• Volcanoes – Nature’s architects

Let’s talk volcanoes! Are we close to being able to monitor and predict volcanic activity in real time? In this episode of CORDIScovery we take a look at what crystals in magma can tell us, hear what it takes to make lava flow in a lab, and find out about the well-named ‘extremophile’ bacteria that thrive in some of the world’s most challenging environments.

When not monitoring volcanic activity in the field, Stephan Kolzenburg, who took part in the DYNAVOLC project, is recreating lava flow in his lab to model and predict how lava and magma will behave during an eruption.

Jane Scarrow is also working on ways to predict eruptions and how they will evolve. Her VESPER project looked at processes in magmatic reservoirs beneath active volcanoes, and she has also been involved in the response to the Palma eruption.

What can bacteria that live in some of the world’s most inhospitable environments reveal about how methane is fixed in our atmosphere? Huub Op den Camp worked on the VOLCANO project, the findings of which could improve our climate models.


  • ethane-eating microbes discovered in canals of Amsterdam

According to researchers from Radboud University and Utrecht University, Amsterdam's canals emit relatively little methane. Methane-eating microbes that make their home on the canal walls probably play an important role. There is also remarkably little contamination of nitrogen, phosphate and organic matter in the canals. The researchers published the results in the Environmental Microbiology journal on 14 December.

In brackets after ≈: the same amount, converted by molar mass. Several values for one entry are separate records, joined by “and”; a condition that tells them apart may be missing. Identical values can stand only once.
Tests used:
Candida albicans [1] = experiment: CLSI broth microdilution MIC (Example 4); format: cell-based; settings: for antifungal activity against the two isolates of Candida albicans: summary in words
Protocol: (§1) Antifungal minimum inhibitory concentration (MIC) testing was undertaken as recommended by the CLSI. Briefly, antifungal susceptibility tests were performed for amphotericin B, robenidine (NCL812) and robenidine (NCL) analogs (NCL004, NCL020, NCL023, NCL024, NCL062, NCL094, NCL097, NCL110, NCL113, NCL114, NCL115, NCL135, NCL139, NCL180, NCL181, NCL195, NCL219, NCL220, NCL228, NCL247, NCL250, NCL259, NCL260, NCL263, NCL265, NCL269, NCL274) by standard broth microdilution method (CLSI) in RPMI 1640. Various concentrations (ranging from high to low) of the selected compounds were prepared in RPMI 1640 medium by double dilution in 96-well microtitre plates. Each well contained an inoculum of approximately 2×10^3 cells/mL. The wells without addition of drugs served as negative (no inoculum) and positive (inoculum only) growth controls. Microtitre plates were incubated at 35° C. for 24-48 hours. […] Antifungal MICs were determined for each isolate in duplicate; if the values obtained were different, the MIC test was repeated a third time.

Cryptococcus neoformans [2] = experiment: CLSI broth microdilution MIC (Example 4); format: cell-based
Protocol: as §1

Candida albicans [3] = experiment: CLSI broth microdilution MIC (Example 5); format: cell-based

Researchers know well that shallow waters such as lakes, rivers and canals are a source of methane. This greenhouse gas is estimated to have 86 times more effect on global warming than CO2. However, little is known about the microbes that cause methane emission and sequestration in urban canals.

Microbiologists from Radboud University and Utrecht University are now studying this, starting with the canals of Amsterdam. They took samples from the canal water, canal bed silt and canal walls at locations along the Bloemgracht canal, Prinsengracht canal, Amstel river, Amstel locks and Artis zoo. Surprisingly, the canals they studied emitted relatively little methane. The reason, the researchers conclude, is that the water and the canal walls are rich in methane-eating microbes.

"We found a new species of bacteria living on the canal walls that consumes methane. This bacterium, which lives in a slime layer on the wall, is probably helping to sequester the methane produced in the canals," explains microbiologist Koen Pelsma. "Moreover, relatively little methane is released from the canal bed. The reason for this is that relatively little organic material, such as dead plant matter, is deposited there. Such matter rots on the bed of the canal, and bacteria convert it into methane gas in the process."

"The canals are actually quite clean. There was surprisingly little contamination of nitrogen and phosphate and we measured oxygen levels that were sufficient for fish to live in the water. This is probably because the wastewater treatment plants in the Netherlands are relatively effective."